JT.

I recently came across something that states you need a firearm permit in this state to carry pepper spray. Is this correct?

Allen

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[This message has been edited by moulton (edited 02-02-99).]


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PostPosted: Wed Feb 03, 1999 5:59 am 
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Rick:

Re: Monte Cassino

Monte Cassino was one of the more famous snafus in the allied effort.

The Germans had occupied the Monestary at Monte Cassino and could view all comers attepting to pass Northwards up th Po (I think) valley.

It was the highest point in the area it had a fairly illustrious history and I beleive its founder was Francis of Assissi, but I haven't read this material over in years.

Suffice if to say that the Allies had to make a very politically and religiously unpopular decision to "flatten" the Monastery
and the nearest town with artillery and medium and heavy bomber attacks. The featured bomber was the B-25 Mitchell.

Well, it didn't work, they flatened the structure pretty well, but, briefly, the Germans dug into the holes that were left and fought of all comers for a while.

Result, offensive up the Appenines stalled, attempted breakout via Anzio, which was not properly exploited, but which forced the Germans to withdraw from the "line" (sorry i forget the name, Maybe "Gustav" line) of which Monte Cassino was an integral part, and the Northern chunk of Italy remained under German Control (more or less) until 1945.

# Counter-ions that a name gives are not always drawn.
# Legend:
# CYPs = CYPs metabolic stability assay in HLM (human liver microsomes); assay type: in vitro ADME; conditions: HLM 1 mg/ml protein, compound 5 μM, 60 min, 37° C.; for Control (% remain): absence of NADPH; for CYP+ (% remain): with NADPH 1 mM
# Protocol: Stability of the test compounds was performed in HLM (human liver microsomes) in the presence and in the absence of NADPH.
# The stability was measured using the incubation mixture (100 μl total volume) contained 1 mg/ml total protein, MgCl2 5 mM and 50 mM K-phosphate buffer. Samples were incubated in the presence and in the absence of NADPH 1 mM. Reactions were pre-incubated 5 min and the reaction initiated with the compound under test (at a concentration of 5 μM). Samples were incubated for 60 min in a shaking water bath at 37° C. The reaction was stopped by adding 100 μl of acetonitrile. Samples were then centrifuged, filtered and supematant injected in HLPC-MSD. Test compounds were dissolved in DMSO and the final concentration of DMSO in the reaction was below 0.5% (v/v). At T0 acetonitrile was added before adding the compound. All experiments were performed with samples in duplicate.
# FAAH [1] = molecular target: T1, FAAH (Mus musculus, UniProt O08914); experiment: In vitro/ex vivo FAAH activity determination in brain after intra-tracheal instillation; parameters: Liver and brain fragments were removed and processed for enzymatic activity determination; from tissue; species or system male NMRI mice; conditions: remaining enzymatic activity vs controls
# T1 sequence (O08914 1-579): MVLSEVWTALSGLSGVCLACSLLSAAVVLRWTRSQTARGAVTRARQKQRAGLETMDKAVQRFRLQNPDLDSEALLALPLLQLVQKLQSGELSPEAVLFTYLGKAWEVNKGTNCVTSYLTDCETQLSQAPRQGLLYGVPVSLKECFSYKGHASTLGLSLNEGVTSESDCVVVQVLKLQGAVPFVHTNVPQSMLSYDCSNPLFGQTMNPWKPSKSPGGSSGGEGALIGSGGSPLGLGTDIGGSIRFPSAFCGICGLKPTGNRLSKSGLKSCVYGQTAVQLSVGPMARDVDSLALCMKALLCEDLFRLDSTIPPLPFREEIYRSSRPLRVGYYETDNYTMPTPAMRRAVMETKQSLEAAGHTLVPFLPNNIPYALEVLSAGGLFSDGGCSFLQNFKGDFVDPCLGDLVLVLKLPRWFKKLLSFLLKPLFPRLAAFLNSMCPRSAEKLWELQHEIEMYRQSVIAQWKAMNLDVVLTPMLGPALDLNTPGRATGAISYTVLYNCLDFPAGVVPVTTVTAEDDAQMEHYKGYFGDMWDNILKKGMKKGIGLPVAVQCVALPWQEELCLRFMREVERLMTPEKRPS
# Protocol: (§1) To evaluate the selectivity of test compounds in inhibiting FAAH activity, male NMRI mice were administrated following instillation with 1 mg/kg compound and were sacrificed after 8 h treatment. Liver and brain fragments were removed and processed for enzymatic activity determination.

Similar thing happened when Grant (with a "mine"="tunnel bomb") blew a huge hole in Confederrate lines shortly after the battle of the "Wilderness" (Petersburg?).

His troops then got stuck in the "hole" made by the mine. Read Michael Shaara's "Last Full Measure" for a novelization of a grim fight.

Sorry to wax on so.

JohnT

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PostPosted: Thu Feb 04, 1999 4:51 am 
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Glock 21 in .45 colt ---good choice ---softest shooting machine for this power house caliber! Best defense load , federal hydra-shock 230 grains ; very accurate and it expands to over .70 caliber in 10% ordnance gelatin !Glock is stress proof !

Wait for the titanium "C" ! Dealers will give you any song and dance to sell what they have in stock right now ! The "C" will be your 'always' gun , believe me ! The chances of your firing in self defense is very remote but you want the least intrusive weapon upon your person or it will be in your drawer back home when you really need it !

Do lots of practice with the glock .45; no lead bullets [ will lead the barrel] -full jacket 230 grains -full power loads ! Get used to the long pull 'double action' , so you won't short stroke the "C" trigger under the chemical dump ![ Some people under stress will short stroke a pump shotgun as well ---very comical on the skeet range ] !

Cleaning a glock is easy --- use a good solvent such as hoppes no. 9 and any good gun oil to go over lightly after cleaning ! In addition to a cleaning rod and brush , use a toothbrush to access crevices ! Don't be taken in by all the cleaning paraphernalia !